Here's our first C& SPECIAL PRINT ISSUE #Nairobi focusing on the great art scene of the city – written and edited by the participants of our C& Critical Writing Workshop in Nairobi. This issue was exclusively authored, designed and printed in Nairobi, where it was distributed all over the city beyond the usual art hubs and institutions.
Contemporary art from African perspectives is extremely rich. Needless to say, this intense and broad art production requires critical voices – from Lagos to Nairobi to Lubumbashi to Harare to Luanda – to contextualize and document it.
In March 2014 we held our first C& CRITICAL WRITING WORKSHOP in Lagos. The feedback from thirty or so young journalists and our four tutors – senior journalists from Nigeria, South Africa, and the UK – was extremely appreciative. This was reason enough for us to plan a whole series of workshops in various cities on the African continent with the generous support of the FORD FOUNDATION.
The objective is to build sustainable networks and offer participants a platform to create opportunities for exchange across different areas of cultural practice. This is about broadening the basis for discussion with and contributions to C& as well as to other outlets: let there be as much creative critical writing as possible.
The first stop of the Ford Foundation funded workshops was Nairobi, from 3 to 8 December 2016.
From a huge number of applications we selected an interesting, talented, and committed group of young art writers mainly based in Nairobi, as well as from Kampala, Addis Ababa, Kigali, and Arusha. Their energy, seriousness, and engagement lead to great discussions, new friendships, and insights, leaving tutors Zihan Kassam, Thom Ogonga (both from Nairobi), Hannah Pool (London), and Sean O’Toole (Cape Town), as well as ourselves, deeply inspired as much as impressed.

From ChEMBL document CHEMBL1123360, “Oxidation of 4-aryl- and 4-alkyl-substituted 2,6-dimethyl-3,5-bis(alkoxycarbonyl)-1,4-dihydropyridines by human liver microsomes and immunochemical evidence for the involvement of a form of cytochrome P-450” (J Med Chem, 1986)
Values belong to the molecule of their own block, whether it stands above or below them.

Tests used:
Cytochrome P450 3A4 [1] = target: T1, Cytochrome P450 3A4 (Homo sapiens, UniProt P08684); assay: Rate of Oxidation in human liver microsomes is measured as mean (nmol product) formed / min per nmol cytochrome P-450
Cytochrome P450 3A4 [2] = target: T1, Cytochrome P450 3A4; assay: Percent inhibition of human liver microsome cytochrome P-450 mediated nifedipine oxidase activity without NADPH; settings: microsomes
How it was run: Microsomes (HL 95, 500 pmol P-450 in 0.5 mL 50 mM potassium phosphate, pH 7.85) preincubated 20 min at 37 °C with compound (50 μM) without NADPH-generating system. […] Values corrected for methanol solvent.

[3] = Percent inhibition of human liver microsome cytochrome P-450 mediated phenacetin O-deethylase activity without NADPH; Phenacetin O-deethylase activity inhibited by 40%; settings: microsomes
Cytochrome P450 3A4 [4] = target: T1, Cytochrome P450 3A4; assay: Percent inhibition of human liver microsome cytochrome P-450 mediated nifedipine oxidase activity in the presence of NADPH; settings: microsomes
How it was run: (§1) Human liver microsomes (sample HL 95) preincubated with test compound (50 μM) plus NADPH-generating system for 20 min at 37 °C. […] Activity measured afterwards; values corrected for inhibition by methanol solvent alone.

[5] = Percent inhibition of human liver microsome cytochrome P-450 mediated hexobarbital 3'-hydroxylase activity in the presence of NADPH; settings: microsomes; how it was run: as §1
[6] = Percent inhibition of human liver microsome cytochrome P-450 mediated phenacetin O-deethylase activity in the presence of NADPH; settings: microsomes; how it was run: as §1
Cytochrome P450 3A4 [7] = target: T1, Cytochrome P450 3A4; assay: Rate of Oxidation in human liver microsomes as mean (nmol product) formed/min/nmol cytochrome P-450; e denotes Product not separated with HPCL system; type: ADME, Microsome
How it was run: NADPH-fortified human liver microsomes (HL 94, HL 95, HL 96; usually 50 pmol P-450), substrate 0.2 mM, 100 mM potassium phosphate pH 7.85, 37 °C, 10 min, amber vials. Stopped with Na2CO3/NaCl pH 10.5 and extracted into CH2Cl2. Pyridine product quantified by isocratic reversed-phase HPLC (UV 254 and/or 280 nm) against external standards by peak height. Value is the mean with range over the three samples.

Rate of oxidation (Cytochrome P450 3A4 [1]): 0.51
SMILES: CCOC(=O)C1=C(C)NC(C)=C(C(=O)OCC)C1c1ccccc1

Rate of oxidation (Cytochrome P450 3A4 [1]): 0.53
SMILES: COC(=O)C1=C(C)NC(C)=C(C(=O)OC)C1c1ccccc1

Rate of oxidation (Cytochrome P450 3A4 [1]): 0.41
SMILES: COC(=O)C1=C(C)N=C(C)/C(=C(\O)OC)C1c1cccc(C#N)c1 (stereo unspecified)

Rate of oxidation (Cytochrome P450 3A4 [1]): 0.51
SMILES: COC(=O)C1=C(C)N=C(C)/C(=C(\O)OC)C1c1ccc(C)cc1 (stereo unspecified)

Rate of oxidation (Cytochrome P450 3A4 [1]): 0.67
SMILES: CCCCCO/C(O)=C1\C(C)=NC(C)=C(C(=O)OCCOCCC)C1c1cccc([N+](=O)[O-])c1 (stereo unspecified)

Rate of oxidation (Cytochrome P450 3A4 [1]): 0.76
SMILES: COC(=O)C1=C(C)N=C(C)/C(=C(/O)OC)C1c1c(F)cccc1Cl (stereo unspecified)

To mark this remarkable encounter we felt it was appropriate to produce a special print issue with contributions by all the workshop participants. This issue was written, designed, printed, and distributed in Nairobi with Rose Jepkorir and Francis Ronjey bringing it all together on the ground.
We have produced 10,000 issues that are being circulated “guerrilla style” all over Nairobi. The idea: let’s go beyond the usual art hubs and institutions, let’s make it possible for any person walking on the street to get their hands on an issue. They might realize that it’s actually their neighbor, cousin, or a friend of a friend who is this amazing young writer. Who says that what these writers have to say only interests experts from the art scene? Exactly. So enjoy this very special issue.
The C& team
Read the full Print Issue here.